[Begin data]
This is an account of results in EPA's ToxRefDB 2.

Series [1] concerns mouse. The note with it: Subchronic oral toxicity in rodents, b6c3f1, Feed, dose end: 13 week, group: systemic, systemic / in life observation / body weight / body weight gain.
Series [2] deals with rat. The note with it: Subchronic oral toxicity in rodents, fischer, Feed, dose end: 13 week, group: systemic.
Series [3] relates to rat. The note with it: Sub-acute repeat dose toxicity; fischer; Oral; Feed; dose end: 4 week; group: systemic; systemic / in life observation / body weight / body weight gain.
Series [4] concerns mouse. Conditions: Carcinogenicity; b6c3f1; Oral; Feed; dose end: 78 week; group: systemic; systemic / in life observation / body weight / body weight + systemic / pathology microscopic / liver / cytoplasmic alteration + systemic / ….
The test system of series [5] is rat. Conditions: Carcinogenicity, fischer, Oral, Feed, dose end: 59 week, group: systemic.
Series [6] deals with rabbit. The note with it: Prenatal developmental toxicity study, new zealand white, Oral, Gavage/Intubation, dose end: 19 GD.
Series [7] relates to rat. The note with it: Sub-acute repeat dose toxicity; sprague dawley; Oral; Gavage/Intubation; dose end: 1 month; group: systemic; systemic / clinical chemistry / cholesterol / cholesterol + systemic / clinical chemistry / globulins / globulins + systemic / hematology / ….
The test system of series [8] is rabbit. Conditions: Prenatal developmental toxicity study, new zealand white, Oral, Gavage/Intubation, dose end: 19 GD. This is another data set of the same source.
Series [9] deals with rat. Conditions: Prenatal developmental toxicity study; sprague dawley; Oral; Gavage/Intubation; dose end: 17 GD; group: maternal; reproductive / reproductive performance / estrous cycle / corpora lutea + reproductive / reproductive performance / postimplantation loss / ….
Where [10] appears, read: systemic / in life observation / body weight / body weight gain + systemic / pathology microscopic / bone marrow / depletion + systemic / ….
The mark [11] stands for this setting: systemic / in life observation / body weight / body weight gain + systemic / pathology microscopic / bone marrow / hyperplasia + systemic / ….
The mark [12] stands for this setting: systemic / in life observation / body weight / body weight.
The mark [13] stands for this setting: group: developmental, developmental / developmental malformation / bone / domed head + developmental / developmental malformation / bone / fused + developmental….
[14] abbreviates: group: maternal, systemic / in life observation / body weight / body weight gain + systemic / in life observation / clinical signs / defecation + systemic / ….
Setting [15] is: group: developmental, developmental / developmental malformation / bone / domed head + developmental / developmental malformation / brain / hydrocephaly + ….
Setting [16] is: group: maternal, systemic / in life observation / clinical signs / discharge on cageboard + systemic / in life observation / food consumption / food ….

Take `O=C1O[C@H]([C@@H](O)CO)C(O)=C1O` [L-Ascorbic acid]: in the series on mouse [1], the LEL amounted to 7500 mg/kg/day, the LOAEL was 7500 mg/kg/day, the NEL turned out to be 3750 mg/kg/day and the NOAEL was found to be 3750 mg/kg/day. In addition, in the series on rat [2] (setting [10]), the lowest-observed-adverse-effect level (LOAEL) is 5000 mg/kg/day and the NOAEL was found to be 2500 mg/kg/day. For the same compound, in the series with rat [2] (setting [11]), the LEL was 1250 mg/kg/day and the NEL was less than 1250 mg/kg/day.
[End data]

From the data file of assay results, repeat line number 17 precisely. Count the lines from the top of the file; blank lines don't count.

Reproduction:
Setting [16] is: group: maternal, systemic / in life observation / clinical signs / discharge on cageboard + systemic / in life observation / food consumption / food ….